+Grimorie+ Deus est infinitae virtutis universi

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“Start with God – the first step in learning is bowing down to God; only fools thumb their noses at such wisdom and learning.”-King Solomon-

The desire to dominate and own the unknown, has been a feature of humanity since time immemorial. That is why since ancient times began teaching witchcraft, being taught by various secret orders, alchemists or occult fans who managed to uncover some of its intricate formulas.

A grimoire is a type of book of European magical knowledge, usually dated from the late Middle Ages (XV century) until the eighteenth century, with very few dating at earlier dates of the thirteenth century.

These books contain astrological correspondences, lists of angels and demons, instructions for covens, casting spells and spells, mix drugs, invoke supernatural entities and making talismans. Little is known about the origin of many of the magic formulas although it is probably the result of knowledge of Arabic translations of oriental magic merged with Western elements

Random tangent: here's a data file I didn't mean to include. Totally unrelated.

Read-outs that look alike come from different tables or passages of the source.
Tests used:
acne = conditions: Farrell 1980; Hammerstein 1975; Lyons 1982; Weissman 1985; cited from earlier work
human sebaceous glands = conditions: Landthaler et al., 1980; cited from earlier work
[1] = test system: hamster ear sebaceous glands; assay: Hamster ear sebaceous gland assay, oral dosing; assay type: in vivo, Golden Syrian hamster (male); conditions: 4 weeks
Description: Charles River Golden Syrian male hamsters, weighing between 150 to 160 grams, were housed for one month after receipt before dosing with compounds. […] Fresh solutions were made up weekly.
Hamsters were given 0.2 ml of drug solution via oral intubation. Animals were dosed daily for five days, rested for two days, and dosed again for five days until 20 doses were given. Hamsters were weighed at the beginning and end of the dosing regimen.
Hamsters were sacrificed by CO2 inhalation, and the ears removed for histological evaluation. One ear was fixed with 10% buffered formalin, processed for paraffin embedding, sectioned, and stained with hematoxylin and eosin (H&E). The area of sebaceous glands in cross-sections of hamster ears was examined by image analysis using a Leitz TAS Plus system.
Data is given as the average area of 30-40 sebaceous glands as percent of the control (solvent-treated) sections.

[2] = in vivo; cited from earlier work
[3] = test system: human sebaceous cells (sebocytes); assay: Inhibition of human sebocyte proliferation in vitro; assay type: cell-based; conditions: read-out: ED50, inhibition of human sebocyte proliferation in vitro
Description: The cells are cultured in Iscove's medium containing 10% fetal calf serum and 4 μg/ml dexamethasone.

The word “grimoire” comes from the French “grimoire” and that from a grammatical change in the Middle Ages where Latin “grammars”  (books on the rules of Latin) where mainly were used for education in schools and universities, while most people suspected that these books were to learn to practice magic. These books should not be confused with prayer briefs

A grammar is a description of a set of symbols and how to combine them to create phrases. A grimoire is a description of a set of magical symbols that when combined can properly perform incantations. Although most grimoires that have survived to this day describe their magic rituals based on Judeo-Christian traditions knowledge, therefore not to be confused with the neo-paganism of other rituals and traditions that used similar techniques, although with different symbology. This term is also used to referise books of instruction in the “black arts” or also called books for the control of “demons.”

Another version of the origin of this word much more accepted by the magicians, explains that “grimoire” comes from the Italian word “rimario” which means “composing verses.” Italian Medieval magicians said that the composition of rituals in verses was idonea to succeed in magical operations and these were more powerful, which is why they were called “incantesimo” (incantation) because in its development sung poetry was employed